As temperatures dip to record lows this week, a series of winter storms has been traversing the country with some areas experiencing their heaviest snowfall in decades, and this makes everyone afraid that the global warming and climate change monster is out of the woods.
But again, that can’t be further from the truth. Sooner than later, the effects of global warming will catch up with us.
But how can all this horrible winter weather be taking place if climate change is truly happening?
The answer is in the 140 years of climate data, and not tomorrow’s weather forecast.
“When we talk about weather, we’re simply talking about what occurs on a daily basis, what do you see outside your window right now. However, when we talk about climate, climate is the average weather that we get over a long period of time,” Kevin Petty, director of science and forecast operations for The Weather Company, an IBM company, told reporters during an interview. “And when people are referring to climate change, they’re referring to how those averages are going to change over a long period of time.”
Rising average global temperatures have been well-documented since proper record keeping started in 1880. It’s also clearly documented that the rate of warming has been increasing so rapidly. According to NOAA records, the seven warmest years ever recorded started in 2014, and the 10 warmest since 2005.
The last 10 years have been the warmest decade on record, with 2020 ranking among the warmest years.
There’s no indication it will be slowing down, even during winter. January 2021 goes down in history books as the 45th consecutive January and 433rd consecutive month having temperatures higher than the average for the 20th century.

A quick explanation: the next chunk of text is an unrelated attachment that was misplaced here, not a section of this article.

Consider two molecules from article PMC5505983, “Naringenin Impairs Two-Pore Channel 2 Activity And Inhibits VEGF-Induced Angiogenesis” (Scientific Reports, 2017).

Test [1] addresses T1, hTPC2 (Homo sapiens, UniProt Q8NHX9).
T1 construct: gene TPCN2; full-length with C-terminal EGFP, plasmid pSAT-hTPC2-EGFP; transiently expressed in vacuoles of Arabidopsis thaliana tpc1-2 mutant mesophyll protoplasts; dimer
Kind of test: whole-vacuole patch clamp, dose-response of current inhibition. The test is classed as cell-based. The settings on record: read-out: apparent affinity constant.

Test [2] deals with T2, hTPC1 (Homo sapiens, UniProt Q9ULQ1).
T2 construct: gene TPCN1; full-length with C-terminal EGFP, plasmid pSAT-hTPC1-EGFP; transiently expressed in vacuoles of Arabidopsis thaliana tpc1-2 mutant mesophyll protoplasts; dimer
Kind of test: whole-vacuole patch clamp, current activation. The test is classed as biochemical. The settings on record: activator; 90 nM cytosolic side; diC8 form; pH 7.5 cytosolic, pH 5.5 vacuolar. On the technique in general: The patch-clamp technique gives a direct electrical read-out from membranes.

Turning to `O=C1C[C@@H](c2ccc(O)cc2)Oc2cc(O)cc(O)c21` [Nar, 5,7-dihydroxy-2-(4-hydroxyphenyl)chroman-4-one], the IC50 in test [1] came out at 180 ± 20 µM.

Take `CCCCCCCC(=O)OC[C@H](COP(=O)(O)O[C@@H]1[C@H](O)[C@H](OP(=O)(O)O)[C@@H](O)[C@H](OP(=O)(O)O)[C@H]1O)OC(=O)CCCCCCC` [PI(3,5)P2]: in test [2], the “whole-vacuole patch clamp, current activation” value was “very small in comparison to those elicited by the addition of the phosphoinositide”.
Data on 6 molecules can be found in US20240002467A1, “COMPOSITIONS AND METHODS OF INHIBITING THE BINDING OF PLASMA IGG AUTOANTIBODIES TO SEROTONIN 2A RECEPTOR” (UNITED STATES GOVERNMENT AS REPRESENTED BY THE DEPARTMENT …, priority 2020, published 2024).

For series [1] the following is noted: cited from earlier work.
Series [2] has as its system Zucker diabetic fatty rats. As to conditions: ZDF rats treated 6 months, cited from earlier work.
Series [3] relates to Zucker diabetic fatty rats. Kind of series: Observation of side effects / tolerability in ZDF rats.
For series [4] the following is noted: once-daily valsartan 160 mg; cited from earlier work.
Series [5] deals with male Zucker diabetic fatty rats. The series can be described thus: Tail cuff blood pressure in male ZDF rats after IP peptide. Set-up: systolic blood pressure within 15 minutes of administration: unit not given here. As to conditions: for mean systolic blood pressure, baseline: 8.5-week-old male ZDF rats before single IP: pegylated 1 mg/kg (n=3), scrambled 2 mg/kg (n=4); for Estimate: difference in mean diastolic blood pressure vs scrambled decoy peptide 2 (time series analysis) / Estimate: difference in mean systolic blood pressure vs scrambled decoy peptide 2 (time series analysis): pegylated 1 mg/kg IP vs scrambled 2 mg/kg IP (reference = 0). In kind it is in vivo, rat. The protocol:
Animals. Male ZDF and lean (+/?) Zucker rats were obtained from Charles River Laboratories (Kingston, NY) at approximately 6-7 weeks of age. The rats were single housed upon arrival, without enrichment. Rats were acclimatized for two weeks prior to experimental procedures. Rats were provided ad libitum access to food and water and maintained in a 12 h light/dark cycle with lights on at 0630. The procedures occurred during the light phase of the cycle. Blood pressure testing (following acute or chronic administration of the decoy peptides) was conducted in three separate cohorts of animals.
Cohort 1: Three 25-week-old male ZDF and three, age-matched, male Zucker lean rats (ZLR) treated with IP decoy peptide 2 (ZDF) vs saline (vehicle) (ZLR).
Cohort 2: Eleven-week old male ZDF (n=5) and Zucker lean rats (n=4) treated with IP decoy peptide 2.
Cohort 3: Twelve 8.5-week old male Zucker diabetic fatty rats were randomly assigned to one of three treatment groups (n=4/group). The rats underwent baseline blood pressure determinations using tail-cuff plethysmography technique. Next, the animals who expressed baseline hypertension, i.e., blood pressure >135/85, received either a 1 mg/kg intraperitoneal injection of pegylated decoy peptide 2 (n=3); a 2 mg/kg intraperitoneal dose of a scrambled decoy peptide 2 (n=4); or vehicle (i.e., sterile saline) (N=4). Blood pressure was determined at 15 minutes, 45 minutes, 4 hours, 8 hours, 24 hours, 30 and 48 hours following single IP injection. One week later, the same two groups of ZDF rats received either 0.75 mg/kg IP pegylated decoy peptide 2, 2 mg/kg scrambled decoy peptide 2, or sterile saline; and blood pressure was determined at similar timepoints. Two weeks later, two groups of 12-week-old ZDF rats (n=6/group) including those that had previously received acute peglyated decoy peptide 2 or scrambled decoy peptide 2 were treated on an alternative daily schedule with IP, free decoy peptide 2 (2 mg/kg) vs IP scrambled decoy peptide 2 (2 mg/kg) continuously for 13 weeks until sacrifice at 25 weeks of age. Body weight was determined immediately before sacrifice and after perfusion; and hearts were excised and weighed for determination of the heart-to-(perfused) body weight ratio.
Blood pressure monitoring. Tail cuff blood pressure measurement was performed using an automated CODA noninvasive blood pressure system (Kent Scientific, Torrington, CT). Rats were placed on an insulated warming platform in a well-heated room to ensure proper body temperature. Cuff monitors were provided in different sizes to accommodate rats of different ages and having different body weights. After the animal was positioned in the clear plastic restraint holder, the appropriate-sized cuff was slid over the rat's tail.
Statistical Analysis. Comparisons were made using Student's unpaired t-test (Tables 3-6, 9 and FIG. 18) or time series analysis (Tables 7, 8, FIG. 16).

It’s crucial to note that these averages reflect trends around the globe—and not those of a given town, city, state, country or continent.
“There should not be this expectation that there is an equal change in the patterns that we see all over the globe. That’s not going to be the case,” Petty stated. “There is going to be variability from one region of the world to the next.”
Even though one region may report extreme temperature patterns during a given period, another may only witness slight changes.
“Record highs might be that much hotter,” Bob Henson, one of the writers at Yale Climate Connections and author of “The Thinking Person’s Guide to Climate Change,” told Storm Assist “By the same token you can still have extreme cold and maybe just a slight bit warmer on average.”
Those soaring records are becoming frequent too. Between 1900 and 1980, a new temperature record was set averagely after every 13.5 years, according to NOAA. By 2020, the frequency had risen to once every three years.
Record lows and record highs can happen concurrently, in the same region or in locations that are far apart. This week, while areas like Dallas, Omaha and Oklahoma City experienced record lows, most parts of the globe recorded above normal. Tampa could experience similar or surpass its record of daily highest. Greenland is expected to record 10 to 15 degrees above average.
While the focus this week is on temperatures, they are just a drop in the ocean of the overall history. Climate change contributes to extreme weather events including drought, sea level rise, bushfires, flooding, heatwaves, storms and more. Scientists warn it will be the driving force behind all extreme weather in future.
So, what’s the bottom line in all these? Well, the short-term spells of cold can’t dampen down decades of warmer temperatures.
“It’s been described as the weather is the clothes you wear on a given day, and the climate is the wardrobe. You may need more t-shirts in your wardrobe, but you’re still going to need a parka,” Henson said.
“Climate change is never going to erase the day to day vagaries of weather.”
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